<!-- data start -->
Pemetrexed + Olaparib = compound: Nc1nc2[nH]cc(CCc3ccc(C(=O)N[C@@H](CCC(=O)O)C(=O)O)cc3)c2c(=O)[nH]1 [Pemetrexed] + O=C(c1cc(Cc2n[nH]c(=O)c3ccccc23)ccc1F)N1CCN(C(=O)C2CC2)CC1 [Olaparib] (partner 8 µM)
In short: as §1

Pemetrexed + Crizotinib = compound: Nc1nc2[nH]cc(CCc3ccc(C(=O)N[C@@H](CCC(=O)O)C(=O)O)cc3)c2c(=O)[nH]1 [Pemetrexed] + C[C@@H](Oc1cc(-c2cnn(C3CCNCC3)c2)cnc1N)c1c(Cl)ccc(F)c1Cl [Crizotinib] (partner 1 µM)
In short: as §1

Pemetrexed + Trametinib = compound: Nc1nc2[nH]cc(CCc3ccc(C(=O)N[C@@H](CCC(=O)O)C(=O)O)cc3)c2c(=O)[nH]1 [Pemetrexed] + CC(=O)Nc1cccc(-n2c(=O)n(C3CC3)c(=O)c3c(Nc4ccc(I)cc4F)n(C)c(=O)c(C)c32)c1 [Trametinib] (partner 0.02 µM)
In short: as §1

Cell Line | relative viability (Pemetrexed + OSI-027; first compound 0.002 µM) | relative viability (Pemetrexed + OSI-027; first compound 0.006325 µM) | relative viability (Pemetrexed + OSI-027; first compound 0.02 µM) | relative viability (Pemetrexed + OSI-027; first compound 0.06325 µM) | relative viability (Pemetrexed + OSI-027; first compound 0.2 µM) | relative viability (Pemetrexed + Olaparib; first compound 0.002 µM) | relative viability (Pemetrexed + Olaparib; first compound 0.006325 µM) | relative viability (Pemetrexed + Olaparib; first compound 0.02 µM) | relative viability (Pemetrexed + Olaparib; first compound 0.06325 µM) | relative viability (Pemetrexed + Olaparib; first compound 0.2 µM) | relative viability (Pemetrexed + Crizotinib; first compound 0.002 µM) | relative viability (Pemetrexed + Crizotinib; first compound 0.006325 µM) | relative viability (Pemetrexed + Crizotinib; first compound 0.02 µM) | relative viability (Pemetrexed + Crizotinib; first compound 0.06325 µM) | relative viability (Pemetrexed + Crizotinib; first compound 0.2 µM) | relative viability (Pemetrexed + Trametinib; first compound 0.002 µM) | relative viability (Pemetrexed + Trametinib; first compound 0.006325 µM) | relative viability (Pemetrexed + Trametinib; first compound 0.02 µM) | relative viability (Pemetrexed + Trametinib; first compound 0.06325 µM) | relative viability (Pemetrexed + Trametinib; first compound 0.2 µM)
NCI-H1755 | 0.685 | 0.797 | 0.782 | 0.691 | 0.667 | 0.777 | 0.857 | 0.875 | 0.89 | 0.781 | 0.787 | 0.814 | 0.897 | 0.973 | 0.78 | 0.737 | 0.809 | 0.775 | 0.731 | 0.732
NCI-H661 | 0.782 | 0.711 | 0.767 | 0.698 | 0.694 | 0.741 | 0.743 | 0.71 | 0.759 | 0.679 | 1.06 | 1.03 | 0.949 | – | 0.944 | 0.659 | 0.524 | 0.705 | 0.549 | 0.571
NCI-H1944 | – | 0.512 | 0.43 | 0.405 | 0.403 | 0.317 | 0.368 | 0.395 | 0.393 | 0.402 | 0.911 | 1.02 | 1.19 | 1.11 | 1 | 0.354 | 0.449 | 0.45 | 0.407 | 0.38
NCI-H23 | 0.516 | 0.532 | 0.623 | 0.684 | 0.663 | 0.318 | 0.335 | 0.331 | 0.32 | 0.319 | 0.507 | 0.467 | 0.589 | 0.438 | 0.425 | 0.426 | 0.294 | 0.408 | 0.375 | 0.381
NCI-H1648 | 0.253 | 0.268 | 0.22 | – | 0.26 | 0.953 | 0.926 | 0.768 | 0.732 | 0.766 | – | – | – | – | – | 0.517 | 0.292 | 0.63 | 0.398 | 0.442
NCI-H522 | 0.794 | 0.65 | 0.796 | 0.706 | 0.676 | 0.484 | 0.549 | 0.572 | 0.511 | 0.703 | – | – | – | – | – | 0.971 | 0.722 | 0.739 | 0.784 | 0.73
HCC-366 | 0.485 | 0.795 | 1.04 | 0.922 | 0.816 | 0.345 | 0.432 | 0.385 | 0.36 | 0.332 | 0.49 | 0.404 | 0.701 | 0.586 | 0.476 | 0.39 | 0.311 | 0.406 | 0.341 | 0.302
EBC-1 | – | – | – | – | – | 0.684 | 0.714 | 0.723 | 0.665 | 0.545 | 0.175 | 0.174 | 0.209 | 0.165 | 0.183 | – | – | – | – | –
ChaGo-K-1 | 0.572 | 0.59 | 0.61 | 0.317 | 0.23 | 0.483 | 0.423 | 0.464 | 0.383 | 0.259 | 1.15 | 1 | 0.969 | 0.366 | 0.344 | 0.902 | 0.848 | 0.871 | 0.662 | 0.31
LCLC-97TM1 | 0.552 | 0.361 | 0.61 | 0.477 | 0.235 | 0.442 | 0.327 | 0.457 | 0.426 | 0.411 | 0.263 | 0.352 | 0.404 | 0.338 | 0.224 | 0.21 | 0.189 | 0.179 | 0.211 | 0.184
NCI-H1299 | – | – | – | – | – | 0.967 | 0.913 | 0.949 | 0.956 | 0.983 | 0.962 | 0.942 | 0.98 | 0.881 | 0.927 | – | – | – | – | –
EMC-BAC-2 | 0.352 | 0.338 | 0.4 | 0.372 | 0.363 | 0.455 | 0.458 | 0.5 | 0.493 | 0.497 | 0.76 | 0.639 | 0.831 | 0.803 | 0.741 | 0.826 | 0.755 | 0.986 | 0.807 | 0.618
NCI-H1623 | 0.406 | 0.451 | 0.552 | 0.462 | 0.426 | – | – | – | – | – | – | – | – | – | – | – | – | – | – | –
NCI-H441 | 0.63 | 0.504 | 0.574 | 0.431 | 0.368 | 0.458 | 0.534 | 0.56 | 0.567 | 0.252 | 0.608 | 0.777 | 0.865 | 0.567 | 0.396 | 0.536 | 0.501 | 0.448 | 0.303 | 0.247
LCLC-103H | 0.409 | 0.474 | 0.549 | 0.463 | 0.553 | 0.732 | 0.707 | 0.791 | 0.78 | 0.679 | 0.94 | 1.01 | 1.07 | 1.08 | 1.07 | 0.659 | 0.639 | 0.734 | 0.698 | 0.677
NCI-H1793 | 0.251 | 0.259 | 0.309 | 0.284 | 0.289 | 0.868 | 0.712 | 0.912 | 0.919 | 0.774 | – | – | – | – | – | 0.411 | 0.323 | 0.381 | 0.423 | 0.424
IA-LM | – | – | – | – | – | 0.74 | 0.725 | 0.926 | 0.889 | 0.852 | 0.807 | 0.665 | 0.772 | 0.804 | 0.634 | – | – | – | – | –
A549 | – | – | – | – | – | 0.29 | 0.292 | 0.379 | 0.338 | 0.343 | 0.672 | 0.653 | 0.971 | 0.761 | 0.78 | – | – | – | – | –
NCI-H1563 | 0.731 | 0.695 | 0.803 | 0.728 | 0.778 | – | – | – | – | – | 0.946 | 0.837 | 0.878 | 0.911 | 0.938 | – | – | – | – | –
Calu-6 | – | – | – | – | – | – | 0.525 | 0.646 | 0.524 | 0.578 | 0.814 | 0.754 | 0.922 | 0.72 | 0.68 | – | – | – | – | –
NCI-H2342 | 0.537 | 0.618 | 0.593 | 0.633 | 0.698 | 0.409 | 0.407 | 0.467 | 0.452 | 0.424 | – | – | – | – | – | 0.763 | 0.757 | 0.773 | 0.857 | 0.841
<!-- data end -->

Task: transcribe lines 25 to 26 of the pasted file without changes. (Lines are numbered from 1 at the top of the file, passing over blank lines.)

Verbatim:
A549 | – | – | – | – | – | 0.29 | 0.292 | 0.379 | 0.338 | 0.343 | 0.672 | 0.653 | 0.971 | 0.761 | 0.78 | – | – | – | – | –
NCI-H1563 | 0.731 | 0.695 | 0.803 | 0.728 | 0.778 | – | – | – | – | – | 0.946 | 0.837 | 0.878 | 0.911 | 0.938 | – | – | – | – | –